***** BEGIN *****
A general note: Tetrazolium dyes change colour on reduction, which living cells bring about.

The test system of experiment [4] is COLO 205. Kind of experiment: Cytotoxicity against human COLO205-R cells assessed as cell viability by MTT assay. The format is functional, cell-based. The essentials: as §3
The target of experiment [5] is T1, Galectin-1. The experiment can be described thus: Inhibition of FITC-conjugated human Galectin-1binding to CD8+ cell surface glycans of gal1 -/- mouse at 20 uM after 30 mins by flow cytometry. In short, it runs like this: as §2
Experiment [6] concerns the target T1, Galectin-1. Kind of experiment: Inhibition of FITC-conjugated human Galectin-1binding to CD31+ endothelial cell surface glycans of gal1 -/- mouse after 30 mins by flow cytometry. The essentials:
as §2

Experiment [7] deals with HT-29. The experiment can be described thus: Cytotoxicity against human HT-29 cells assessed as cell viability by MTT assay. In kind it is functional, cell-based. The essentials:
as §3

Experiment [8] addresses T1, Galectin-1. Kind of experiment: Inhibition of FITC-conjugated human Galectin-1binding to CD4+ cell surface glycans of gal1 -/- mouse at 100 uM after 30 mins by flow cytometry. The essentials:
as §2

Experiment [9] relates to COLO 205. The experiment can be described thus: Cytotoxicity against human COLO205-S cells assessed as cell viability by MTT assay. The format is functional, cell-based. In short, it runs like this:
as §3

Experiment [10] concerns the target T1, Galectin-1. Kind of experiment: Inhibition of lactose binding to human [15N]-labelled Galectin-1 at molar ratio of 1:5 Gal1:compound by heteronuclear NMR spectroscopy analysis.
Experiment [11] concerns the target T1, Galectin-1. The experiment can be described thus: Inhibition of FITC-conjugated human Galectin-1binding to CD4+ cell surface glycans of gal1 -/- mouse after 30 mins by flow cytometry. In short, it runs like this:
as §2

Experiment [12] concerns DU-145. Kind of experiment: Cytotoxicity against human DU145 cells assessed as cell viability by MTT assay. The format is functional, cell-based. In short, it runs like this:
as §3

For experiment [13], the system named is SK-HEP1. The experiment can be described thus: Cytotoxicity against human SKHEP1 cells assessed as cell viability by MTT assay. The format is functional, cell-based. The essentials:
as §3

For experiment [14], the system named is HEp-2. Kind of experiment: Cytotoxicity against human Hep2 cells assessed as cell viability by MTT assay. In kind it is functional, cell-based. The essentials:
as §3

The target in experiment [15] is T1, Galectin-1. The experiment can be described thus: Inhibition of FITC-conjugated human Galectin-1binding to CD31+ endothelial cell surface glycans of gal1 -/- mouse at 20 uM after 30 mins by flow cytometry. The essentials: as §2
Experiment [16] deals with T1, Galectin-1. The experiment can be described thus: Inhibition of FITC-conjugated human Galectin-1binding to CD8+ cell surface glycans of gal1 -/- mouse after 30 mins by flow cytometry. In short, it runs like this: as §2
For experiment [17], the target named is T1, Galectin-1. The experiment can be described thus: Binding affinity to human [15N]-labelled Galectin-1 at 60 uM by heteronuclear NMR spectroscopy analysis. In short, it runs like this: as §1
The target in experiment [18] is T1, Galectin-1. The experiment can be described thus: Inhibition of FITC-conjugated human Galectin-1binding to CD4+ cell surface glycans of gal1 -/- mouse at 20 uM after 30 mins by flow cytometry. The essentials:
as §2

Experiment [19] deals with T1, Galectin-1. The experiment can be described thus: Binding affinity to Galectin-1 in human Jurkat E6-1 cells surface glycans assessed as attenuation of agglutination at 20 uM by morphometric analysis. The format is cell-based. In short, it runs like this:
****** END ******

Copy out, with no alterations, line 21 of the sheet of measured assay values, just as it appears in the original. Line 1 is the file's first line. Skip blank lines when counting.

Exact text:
The target in experiment [15] is T1, Galectin-1. The experiment can be described thus: Inhibition of FITC-conjugated human Galectin-1binding to CD31+ endothelial cell surface glycans of gal1 -/- mouse at 20 uM after 30 mins by flow cytometry. The essentials: as §2